Posts Tagged ‘Death Valley’

My 2012 Best & Unique Landscape Photographs

January 8, 2013

2012 was a great year and I hope you all enjoyed it. I had a some photos installed in the McCarren International Airport in Las Vegas, Nevada (Food Court area) and an interpretive night pollution display set up in the newly remodeled visitor center in Death Valley. I’ll be getting married and having my first child in 2013 so I know it will be another great year. Looking forward to seeing all the 2012’s best from Jim Goldstein’s yearly list! I hope your 2013 is as great as you make it!!

A hidden sea arch along California's Central Coast
A hidden sea arch along California’s Central Coast

Cholla cactus garden illuminated by a spectacular desert sunrise in Joshua Tree National Park. The cholla cactus is famous for it's dramatic way of catching backlight from the sun for hours after the sun has risen and hours before it sets as well. Don't get too close or they may stick to you.
Cholla cactus garden illuminated by a spectacular desert sunrise in Joshua Tree National Park. The cholla cactus is famous for it’s dramatic way of catching backlight from the sun for hours after the sun has risen and hours before it sets as well. Don’t get too close or they may stick to you.

Wild yucca bloom in the Mojave Nature Preserve.  It's a beautiful place most photographers skip out on.
Wild yucca bloom in the Mojave Nature Preserve. It’s a beautiful place most photographers skip out on.

Death Valley Northwest Section
Death Valley Northwest Section

Death Valley Coyote Silhouettes
Death Valley Coyote Silhouettes

Death Valley Racetrack
Death Valley Racetrack Backlit Lenticular Cloud

Canyoneering in Death Valley
Canyoneering in Death Valley

Watchman Virgin River in the fall at Zion National Park
Watchman Virgin River in the fall at Zion National Park

Fiery sunsest through Elephant Rock Arch at Valley of Fire State Park in Nevada's Mojave Desert.
Fiery sunsest through Elephant Rock Arch at Valley of Fire State Park in Nevada’s Mojave Desert.

Eastern Sierra in Fall
Eastern Sierra in Fall

More Eastern Sierra in Fall
More Eastern Sierra in Fall

El Capitan and the Merced in Fall, Yosemite National Park
El Capitan and the Merced in Fall, Yosemite National Park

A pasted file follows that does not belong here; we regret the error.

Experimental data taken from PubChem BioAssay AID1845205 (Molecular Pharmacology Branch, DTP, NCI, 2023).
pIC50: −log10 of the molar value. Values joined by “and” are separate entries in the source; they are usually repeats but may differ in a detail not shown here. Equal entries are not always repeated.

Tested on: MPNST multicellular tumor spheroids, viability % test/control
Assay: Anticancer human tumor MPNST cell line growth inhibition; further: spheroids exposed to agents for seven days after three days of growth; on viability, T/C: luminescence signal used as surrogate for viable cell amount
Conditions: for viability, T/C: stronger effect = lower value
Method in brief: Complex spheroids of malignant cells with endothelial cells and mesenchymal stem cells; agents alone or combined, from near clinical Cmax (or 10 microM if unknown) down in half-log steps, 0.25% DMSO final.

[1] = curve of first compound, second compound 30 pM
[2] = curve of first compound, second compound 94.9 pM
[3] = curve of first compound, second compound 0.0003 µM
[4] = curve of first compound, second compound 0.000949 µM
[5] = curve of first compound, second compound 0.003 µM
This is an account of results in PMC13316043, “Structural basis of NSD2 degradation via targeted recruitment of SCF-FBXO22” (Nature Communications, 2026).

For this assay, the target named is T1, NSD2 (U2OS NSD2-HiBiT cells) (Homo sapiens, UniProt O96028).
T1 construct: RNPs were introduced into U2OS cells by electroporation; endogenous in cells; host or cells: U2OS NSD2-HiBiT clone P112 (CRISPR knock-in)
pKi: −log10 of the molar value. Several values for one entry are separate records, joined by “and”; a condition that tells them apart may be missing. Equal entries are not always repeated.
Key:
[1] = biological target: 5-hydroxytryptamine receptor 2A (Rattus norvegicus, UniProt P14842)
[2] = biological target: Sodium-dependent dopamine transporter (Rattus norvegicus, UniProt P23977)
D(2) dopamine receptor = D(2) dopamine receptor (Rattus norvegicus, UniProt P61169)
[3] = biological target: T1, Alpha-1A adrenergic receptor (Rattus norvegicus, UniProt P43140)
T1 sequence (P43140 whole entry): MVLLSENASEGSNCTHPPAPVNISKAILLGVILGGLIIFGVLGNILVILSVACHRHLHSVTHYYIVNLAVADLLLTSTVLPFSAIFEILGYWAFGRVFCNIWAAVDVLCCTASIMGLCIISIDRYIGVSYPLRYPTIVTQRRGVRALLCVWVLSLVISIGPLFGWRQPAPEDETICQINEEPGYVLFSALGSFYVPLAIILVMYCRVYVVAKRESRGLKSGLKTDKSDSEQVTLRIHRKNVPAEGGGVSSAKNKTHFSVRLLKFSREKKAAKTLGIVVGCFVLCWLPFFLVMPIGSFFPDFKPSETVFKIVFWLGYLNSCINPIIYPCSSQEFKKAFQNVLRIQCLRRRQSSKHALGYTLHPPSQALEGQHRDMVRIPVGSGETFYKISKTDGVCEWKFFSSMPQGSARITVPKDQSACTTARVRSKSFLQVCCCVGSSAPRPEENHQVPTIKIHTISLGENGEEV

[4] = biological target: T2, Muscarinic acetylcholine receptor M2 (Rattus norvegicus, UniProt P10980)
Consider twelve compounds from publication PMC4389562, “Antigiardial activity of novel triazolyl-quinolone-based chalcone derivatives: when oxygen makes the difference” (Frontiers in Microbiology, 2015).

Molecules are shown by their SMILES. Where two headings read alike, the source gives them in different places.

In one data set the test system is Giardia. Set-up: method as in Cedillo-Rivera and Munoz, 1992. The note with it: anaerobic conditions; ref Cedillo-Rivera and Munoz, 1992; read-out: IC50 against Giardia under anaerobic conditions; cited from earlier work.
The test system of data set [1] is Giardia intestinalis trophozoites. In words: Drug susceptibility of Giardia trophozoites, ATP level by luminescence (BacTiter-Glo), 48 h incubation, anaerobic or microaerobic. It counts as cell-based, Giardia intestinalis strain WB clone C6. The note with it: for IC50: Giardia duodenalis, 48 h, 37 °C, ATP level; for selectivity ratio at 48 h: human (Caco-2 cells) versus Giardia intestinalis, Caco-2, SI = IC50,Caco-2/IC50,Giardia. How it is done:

Canyoneer makes a 40ft jump in a very remote section of Jump Canyon in Sierra Nevada Foothills of California
Canyoneer makes a 40ft jump in a very remote section of Jump Canyon in Sierra Nevada Foothills of California

One of Zion's Canyons filled with fall color.
One of Zion’s Canyons filled with fall color.

Beautiful lone cottonwood tree on the Virgin River in Zion National Park
Beautiful lone cottonwood tree on the Virgin River in Zion National Park

Repelling a waterfall in Jump Canyon in the Sierra Nevada Foothills of California.
Repelling a waterfall in Jump Canyon in the Sierra Nevada Foothills of California.

Canyon Intersection - Zion
Canyon Intersection – Zion

Thunderstorm above an arch in Joshua Tree National Park
Thunderstorm above an arch in Joshua Tree National Park

Sea Arch in Big Sur, California Central Coast
Sea Arch in Big Sur, California Central Coast

S Curve at Valley of Fire State Park in Nevada
S Curve at Valley of Fire State Park in Nevada.

Website: Portfolio
Workshop info: Scenic Photo Workshops
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Steve’s Photo Tips and How To Page
Steve’s Landscape Photographer Tools Page

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Hiking the Panamint Dunes in Death Valley National Park

January 10, 2012

Photographer in the remote Panamint Dunes in Death Valley

The Panamint Dunes are the most remote set of large dunes in the park. They are also the least visited set of dunes in the park. It’s about a 4 mile one way hike and most of the hike is relatively moderate until you reach the sand and uphill on sand begins. You’ll begin to move a little slower this way. A high clearance vehicle is recommended for the dirt road to access the dunes north of highway 190 in the Panamint Valley. The turn off is easy to miss but it’s a few miles east of Panamint Springs and you can easily find it on a park map. At the end of the road there is a small parking area. From here you walk across the alluvial fan towards the dunes, there is somewhat of a foot path but no trail so keep in mind the angle of where you parked the car. A compass should help you find your car if it gets dark and you can’t make out the mountains near telescope peak.

What I liked about this hike, for the most part you walk through mostly creosote the whole way you’ll end up smelling like the Mojave Desert when you get back. On the dunes instead of human footprints you’re more likely to find lots of animal patterns and birds landing on the dunes to eat a bug or two, maybe even a few birds of prey. I’ve seen a golden or two in my travels here. You’ll also encounter a few fly byes of F-18’s from China Lake if you’re lucky. More so during the week, they’ve had control of the airspace before Death Valley was a National Park or Monument so we have to share the skies with them. Best of all you can enjoy one of the off the beaten path places in park with another view of Telescope Peak off in the distance. Snow on the peak give the scene a beautiful contrast to vastly open desert below.

Telescope Peak from the Panamint Dunes in Death Valley

Website: Portfolio
Workshop info: Scenic Photo Workshops
Private or small group workshop info: Learn.
Steve’s Photo Tips and How To Page